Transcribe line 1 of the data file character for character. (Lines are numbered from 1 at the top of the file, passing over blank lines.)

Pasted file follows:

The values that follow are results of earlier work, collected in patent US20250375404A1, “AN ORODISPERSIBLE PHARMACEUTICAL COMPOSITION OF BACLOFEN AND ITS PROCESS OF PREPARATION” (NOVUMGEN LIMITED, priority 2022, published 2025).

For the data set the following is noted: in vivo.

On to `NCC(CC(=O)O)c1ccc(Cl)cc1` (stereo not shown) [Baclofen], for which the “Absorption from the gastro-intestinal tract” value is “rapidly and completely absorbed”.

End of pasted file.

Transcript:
The values that follow are results of earlier work, collected in patent US20250375404A1, “AN ORODISPERSIBLE PHARMACEUTICAL COMPOSITION OF BACLOFEN AND ITS PROCESS OF PREPARATION” (NOVUMGEN LIMITED, priority 2022, published 2025).